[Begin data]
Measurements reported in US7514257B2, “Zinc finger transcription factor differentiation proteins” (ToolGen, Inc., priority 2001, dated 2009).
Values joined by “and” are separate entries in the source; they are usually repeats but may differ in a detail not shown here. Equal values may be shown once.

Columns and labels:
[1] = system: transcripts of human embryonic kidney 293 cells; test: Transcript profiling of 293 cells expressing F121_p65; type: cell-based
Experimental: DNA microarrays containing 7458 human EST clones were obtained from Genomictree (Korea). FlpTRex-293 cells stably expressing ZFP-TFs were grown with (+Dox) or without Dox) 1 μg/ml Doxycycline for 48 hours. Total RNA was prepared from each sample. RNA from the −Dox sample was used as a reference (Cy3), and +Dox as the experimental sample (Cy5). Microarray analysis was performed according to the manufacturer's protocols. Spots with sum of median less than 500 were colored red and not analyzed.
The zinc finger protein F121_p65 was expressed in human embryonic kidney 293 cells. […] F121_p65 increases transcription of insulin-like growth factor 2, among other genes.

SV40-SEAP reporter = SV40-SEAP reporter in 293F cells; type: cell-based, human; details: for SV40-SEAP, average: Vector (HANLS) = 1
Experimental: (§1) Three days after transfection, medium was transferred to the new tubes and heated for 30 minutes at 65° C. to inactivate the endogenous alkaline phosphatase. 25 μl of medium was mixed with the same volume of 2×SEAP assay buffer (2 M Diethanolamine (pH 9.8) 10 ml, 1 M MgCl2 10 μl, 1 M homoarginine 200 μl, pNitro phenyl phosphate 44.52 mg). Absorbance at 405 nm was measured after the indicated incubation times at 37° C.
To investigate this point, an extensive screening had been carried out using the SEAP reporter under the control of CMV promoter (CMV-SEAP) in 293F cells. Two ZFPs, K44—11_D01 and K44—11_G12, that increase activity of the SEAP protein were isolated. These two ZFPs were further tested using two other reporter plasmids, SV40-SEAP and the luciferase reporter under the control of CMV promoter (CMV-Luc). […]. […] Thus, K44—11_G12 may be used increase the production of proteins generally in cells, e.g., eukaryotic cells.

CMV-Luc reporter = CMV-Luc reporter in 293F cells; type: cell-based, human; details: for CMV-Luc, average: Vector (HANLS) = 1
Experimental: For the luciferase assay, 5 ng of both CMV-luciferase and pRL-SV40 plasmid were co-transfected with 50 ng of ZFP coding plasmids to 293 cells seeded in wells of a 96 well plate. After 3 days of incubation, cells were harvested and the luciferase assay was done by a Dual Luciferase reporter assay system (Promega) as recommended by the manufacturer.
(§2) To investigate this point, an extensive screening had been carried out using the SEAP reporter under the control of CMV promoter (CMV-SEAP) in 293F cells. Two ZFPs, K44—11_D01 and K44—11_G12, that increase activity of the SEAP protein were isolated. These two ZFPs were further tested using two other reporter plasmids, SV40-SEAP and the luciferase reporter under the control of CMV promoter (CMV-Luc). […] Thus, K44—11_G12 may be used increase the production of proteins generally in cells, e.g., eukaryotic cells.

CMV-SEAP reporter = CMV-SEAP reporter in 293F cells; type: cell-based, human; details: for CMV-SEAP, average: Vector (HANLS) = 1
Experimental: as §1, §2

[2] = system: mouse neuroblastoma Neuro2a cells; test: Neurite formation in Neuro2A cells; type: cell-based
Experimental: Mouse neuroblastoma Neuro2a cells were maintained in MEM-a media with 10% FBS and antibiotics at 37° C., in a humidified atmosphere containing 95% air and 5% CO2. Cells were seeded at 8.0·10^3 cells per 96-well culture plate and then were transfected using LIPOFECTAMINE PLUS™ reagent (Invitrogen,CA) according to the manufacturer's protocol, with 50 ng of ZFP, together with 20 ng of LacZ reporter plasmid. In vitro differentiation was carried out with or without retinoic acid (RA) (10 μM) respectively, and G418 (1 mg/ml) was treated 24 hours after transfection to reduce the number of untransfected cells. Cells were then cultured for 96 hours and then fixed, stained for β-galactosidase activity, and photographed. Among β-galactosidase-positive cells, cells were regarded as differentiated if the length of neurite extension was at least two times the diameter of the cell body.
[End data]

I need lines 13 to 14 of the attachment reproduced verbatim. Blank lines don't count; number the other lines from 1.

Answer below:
CMV-SEAP reporter = CMV-SEAP reporter in 293F cells; type: cell-based, human; details: for CMV-SEAP, average: Vector (HANLS) = 1
Experimental: as §1, §2